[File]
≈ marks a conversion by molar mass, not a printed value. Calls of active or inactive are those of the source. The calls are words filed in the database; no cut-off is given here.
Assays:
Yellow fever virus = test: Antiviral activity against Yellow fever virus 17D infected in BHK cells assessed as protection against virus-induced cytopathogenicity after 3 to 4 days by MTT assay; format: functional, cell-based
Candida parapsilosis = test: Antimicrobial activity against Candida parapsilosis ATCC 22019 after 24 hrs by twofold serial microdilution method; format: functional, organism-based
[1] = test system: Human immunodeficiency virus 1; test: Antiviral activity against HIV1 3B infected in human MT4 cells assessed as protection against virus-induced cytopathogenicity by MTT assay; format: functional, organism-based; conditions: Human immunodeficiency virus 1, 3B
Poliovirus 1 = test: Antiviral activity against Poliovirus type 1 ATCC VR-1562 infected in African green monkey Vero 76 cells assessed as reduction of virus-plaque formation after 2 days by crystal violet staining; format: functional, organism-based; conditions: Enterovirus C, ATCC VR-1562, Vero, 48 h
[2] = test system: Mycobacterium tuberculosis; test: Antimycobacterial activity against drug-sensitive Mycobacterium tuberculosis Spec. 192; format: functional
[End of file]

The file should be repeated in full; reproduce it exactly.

≈ marks a conversion by molar mass, not a printed value. Calls of active or inactive are those of the source. The calls are words filed in the database; no cut-off is given here.
Assays:
Yellow fever virus = test: Antiviral activity against Yellow fever virus 17D infected in BHK cells assessed as protection against virus-induced cytopathogenicity after 3 to 4 days by MTT assay; format: functional, cell-based
Candida parapsilosis = test: Antimicrobial activity against Candida parapsilosis ATCC 22019 after 24 hrs by twofold serial microdilution method; format: functional, organism-based
[1] = test system: Human immunodeficiency virus 1; test: Antiviral activity against HIV1 3B infected in human MT4 cells assessed as protection against virus-induced cytopathogenicity by MTT assay; format: functional, organism-based; conditions: Human immunodeficiency virus 1, 3B
Poliovirus 1 = test: Antiviral activity against Poliovirus type 1 ATCC VR-1562 infected in African green monkey Vero 76 cells assessed as reduction of virus-plaque formation after 2 days by crystal violet staining; format: functional, organism-based; conditions: Enterovirus C, ATCC VR-1562, Vero, 48 h
[2] = test system: Mycobacterium tuberculosis; test: Antimycobacterial activity against drug-sensitive Mycobacterium tuberculosis Spec. 192; format: functional